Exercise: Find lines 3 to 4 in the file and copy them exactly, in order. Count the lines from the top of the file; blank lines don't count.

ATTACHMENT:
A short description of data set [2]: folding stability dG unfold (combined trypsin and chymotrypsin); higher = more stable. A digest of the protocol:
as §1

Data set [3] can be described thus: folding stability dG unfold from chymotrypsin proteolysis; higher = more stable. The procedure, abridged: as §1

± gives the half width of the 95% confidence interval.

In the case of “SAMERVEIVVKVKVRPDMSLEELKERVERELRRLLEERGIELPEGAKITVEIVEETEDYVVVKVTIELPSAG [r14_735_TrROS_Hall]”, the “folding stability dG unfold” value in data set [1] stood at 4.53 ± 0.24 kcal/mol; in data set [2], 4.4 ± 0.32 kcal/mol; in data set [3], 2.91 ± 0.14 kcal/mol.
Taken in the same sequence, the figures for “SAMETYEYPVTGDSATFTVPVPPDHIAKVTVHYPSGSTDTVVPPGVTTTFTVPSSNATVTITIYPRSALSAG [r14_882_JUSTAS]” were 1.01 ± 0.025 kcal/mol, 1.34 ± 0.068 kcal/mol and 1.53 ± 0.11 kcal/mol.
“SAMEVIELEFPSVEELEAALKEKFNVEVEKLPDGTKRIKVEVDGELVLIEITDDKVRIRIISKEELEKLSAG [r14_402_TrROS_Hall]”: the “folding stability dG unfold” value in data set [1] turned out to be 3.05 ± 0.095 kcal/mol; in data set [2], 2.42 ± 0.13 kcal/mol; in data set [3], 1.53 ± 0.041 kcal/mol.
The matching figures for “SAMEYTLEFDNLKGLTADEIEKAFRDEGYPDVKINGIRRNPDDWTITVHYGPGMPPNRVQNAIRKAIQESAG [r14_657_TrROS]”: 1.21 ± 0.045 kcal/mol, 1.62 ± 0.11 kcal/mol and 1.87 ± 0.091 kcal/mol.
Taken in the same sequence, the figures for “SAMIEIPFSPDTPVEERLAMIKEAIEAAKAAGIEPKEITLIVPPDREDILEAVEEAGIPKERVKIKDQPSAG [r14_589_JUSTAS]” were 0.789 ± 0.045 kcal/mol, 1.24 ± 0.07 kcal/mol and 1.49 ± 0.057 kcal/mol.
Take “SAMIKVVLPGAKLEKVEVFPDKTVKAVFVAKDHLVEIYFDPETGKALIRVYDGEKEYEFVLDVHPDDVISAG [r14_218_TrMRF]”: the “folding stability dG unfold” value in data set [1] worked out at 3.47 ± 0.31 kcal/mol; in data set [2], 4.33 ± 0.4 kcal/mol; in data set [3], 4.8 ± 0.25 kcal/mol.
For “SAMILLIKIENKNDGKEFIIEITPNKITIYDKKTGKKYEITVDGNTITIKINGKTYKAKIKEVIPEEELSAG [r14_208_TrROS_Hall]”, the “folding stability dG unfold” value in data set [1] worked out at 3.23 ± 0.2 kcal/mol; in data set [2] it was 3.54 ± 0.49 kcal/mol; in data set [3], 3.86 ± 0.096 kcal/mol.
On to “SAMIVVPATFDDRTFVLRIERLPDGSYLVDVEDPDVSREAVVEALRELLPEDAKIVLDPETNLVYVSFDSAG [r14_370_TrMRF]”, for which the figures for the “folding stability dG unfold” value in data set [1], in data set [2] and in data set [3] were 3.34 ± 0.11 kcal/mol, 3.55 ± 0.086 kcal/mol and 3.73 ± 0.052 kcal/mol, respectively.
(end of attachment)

Data set [3] can be described thus: folding stability dG unfold from chymotrypsin proteolysis; higher = more stable. The procedure, abridged: as §1

± gives the half width of the 95% confidence interval.